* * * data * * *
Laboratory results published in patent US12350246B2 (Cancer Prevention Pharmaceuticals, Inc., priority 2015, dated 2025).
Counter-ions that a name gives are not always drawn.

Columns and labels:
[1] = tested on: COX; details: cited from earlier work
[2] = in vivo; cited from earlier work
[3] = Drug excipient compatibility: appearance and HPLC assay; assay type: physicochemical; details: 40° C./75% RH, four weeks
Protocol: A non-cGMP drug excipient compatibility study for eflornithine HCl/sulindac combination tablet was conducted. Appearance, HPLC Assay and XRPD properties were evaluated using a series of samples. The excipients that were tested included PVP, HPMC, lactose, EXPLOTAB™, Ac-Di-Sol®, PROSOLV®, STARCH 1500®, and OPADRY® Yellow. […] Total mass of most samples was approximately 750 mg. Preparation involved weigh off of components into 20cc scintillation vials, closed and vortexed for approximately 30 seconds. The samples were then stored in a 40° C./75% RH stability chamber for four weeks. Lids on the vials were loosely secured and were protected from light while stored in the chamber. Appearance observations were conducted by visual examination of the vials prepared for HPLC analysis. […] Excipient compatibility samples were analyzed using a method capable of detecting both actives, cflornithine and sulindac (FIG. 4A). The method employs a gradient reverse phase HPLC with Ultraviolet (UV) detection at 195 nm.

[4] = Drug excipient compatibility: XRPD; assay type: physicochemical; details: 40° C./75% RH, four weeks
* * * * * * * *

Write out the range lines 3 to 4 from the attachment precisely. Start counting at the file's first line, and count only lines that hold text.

Columns and labels:
[1] = tested on: COX; details: cited from earlier work